Two York profs receive Early Researcher Awards

York University professors Denise Henriques and Stephen Wright have been awarded funding under the Ontario government’s Early Researcher Award program for their work in two important fields: the brain’s use of sensory information to control action and genome research related to Canadian plants.

They will each receive up to $100,000 of Ontario government funding under the second round of the program, and the awards will be matched by $50,000 in research investment by York University. The second round of the program was announced Tuesday on behalf of Premier and Minister of Research & Innovation Dalton McGuinty, and will invest $14 million to support 104 leading researchers at 22 institutions in Ontario.

Henriques, a professor in York University’s School of Kinesiology & Health Science and a member of York’s Centre for Vision Research, will study the role of sensory information in shaping and guiding movements.

Left: York researcher Denise Henriques will study two aspects of sensorimotor function in the brain

These sensorimotor processes are central to brain function, and Henriques and her colleagues study two central aspects of sensorimotor function: how the brain represents and processes spatial information at different stages of an action; and how the brain integrates and interprets information from multiple senses to drive motor learning. Understanding these processes would have potentially profound implications for many common and debilitating neurological disorders, and possibly also for robotics, for physical education and for teleoperations such as remote surgery.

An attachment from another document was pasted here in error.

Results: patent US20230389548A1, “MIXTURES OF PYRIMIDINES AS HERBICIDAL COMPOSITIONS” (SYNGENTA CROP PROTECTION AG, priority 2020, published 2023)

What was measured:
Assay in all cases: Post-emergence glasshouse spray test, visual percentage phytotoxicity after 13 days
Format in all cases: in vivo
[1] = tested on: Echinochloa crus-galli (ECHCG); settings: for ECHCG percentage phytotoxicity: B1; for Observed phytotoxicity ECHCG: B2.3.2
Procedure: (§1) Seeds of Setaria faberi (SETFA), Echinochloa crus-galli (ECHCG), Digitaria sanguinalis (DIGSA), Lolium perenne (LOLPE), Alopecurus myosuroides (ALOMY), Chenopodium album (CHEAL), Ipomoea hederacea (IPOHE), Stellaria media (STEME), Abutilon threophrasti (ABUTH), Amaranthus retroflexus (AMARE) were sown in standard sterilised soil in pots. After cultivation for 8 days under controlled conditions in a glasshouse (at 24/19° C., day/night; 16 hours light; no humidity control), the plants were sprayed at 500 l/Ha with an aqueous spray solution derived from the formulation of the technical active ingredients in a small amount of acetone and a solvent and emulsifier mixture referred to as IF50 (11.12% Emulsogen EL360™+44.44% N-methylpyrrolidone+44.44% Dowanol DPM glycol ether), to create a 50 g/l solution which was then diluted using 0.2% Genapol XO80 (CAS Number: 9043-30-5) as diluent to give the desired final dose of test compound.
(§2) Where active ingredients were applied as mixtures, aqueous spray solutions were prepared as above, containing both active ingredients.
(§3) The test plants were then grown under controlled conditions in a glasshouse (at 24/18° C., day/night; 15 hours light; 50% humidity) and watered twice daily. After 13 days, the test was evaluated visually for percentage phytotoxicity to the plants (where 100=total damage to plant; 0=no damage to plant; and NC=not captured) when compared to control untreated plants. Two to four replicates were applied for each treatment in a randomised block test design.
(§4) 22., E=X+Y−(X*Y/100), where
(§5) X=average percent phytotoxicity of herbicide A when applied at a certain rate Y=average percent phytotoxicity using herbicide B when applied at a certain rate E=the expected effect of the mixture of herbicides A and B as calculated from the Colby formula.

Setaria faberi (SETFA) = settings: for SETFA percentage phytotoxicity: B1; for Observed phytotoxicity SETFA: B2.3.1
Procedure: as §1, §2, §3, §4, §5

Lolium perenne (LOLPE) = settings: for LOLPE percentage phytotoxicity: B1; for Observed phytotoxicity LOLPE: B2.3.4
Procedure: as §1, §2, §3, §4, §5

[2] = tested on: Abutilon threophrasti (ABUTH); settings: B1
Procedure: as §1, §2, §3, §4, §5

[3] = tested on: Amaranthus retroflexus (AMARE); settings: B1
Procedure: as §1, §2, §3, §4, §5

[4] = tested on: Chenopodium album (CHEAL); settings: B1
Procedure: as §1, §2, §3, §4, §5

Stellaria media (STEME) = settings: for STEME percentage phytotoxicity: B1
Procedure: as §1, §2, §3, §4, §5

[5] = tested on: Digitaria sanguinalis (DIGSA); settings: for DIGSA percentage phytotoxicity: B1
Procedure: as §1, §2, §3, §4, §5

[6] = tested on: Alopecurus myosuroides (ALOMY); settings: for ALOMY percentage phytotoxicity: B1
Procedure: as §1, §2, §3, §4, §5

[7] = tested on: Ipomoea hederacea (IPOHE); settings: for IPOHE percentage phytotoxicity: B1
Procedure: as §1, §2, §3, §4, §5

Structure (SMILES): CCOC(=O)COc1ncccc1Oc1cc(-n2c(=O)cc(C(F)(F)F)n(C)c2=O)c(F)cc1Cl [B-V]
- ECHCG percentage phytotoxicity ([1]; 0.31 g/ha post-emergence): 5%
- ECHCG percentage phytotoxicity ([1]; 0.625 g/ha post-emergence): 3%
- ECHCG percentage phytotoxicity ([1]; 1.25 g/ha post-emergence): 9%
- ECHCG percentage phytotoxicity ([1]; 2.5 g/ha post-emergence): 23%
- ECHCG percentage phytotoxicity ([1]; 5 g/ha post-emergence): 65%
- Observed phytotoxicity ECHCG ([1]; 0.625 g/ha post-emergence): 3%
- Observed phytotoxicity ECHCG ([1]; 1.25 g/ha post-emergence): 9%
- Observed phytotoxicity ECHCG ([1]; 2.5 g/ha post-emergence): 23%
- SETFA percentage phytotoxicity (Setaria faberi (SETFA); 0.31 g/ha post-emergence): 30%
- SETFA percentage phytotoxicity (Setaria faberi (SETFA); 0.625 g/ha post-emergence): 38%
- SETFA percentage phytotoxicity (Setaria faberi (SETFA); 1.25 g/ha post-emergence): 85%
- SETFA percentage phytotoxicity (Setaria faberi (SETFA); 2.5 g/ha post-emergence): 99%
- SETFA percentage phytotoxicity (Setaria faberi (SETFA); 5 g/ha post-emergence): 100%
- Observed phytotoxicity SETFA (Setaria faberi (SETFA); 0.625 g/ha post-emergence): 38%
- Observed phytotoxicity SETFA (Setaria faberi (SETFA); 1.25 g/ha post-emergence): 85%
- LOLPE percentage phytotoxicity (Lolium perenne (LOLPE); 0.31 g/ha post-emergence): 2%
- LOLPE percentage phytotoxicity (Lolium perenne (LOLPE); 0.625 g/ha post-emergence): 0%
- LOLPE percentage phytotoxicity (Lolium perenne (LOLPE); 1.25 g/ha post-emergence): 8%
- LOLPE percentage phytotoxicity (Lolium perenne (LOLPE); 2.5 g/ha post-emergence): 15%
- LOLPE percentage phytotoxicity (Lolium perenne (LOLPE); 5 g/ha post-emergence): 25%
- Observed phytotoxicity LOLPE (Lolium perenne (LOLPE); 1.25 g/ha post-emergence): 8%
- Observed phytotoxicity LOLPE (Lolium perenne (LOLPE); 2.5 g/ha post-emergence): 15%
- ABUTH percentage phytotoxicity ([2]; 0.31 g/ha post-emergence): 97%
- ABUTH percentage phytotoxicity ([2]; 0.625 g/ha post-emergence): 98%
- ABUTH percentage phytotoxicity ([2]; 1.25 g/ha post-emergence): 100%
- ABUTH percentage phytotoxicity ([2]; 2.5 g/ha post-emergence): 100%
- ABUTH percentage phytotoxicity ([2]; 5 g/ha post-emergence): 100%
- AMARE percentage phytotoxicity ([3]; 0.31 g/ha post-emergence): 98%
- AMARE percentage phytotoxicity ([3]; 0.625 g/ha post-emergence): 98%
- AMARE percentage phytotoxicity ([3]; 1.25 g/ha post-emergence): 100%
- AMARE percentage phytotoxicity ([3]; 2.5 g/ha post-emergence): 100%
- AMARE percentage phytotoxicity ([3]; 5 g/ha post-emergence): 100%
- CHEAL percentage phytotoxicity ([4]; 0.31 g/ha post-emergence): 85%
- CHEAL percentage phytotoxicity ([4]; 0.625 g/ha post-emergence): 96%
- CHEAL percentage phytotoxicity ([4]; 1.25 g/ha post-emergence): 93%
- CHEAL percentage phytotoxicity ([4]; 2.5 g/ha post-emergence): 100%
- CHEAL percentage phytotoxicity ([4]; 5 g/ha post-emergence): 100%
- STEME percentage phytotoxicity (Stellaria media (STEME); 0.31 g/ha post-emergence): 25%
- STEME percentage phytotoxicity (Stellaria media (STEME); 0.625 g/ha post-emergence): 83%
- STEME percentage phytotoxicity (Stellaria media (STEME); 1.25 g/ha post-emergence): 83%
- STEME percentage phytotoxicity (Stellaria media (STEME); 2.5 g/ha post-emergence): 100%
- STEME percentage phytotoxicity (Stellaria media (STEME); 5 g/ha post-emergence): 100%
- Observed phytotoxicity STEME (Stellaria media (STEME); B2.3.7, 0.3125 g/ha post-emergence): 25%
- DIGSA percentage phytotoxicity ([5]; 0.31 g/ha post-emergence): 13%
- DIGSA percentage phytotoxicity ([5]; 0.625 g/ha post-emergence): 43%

Wright, a professor in the Department of Biology at York University, will examine the interaction between demography and genetics in plant evolution, investigating how plant populations evolve and adapt at the molecular level.

Right: How plant populations evolve and adapt at the molecular level is the subject of a study by York researcher Stephen Wright

This genome research could lead to improvements in important Canadian crops such as canola, swede and turnip. It is also expected to produce important tools for the management of endangered species and provide other information for use in agriculture, health and environmental protection.

Under the Early Researcher Award program, the Ontario government has committed to investing $51 million over five years to support outstanding researchers in Ontario and to encourage the recruitment of other talented young researchers.

“The Early Researcher Award program is a critical investment in the globally-competitive research being done at the University,” said York Vice-President Research & Innovation Stan Shapson. “These awards recognize the excellent work being done by researchers early in their careers, and the significant contributions they are making.”